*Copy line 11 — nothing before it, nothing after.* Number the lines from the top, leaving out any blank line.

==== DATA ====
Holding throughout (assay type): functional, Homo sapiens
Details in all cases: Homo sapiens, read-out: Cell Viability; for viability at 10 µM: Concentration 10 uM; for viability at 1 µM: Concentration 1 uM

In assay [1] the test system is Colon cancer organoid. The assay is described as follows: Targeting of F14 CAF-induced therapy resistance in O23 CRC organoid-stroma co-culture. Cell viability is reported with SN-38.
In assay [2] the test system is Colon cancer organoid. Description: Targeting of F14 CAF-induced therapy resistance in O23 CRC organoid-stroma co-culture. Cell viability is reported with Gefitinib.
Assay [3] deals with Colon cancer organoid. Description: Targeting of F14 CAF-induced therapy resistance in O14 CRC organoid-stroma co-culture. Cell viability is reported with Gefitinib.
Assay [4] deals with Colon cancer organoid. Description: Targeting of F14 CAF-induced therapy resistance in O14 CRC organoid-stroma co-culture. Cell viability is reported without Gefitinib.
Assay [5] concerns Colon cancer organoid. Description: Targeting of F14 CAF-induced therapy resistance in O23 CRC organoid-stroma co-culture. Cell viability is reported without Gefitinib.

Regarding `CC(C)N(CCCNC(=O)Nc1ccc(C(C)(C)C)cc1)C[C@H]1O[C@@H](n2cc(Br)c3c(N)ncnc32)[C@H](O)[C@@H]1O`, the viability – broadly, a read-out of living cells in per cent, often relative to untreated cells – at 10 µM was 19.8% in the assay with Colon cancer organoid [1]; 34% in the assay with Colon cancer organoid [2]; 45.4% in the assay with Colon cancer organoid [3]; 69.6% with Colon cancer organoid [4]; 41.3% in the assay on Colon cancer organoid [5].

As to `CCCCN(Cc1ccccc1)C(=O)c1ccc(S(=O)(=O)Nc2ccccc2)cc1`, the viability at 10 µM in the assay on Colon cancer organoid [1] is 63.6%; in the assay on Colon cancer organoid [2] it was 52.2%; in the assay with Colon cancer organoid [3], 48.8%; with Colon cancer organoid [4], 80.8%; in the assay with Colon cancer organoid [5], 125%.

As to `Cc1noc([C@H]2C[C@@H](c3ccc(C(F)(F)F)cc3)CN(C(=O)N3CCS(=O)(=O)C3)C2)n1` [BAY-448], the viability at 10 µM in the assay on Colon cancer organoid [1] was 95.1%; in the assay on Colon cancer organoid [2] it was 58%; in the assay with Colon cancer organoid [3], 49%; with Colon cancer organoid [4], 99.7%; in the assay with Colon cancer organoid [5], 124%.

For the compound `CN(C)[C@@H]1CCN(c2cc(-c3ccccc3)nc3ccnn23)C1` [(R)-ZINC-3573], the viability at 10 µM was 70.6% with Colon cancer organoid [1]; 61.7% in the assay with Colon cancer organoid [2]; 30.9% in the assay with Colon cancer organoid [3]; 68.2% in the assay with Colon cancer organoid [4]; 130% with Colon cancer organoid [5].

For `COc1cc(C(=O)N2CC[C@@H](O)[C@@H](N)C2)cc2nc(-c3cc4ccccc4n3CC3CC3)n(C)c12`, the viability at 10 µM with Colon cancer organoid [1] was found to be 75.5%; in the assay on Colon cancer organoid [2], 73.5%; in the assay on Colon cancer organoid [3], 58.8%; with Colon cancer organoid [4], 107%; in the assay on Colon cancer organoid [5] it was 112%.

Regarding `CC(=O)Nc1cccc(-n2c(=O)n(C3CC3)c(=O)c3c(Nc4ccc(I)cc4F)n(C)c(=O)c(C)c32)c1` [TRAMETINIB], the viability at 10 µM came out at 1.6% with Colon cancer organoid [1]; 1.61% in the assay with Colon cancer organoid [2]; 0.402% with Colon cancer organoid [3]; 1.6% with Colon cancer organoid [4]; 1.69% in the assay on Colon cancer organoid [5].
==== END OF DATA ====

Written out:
For the compound `CN(C)[C@@H]1CCN(c2cc(-c3ccccc3)nc3ccnn23)C1` [(R)-ZINC-3573], the viability at 10 µM was 70.6% with Colon cancer organoid [1]; 61.7% in the assay with Colon cancer organoid [2]; 30.9% in the assay with Colon cancer organoid [3]; 68.2% in the assay with Colon cancer organoid [4]; 130% with Colon cancer organoid [5].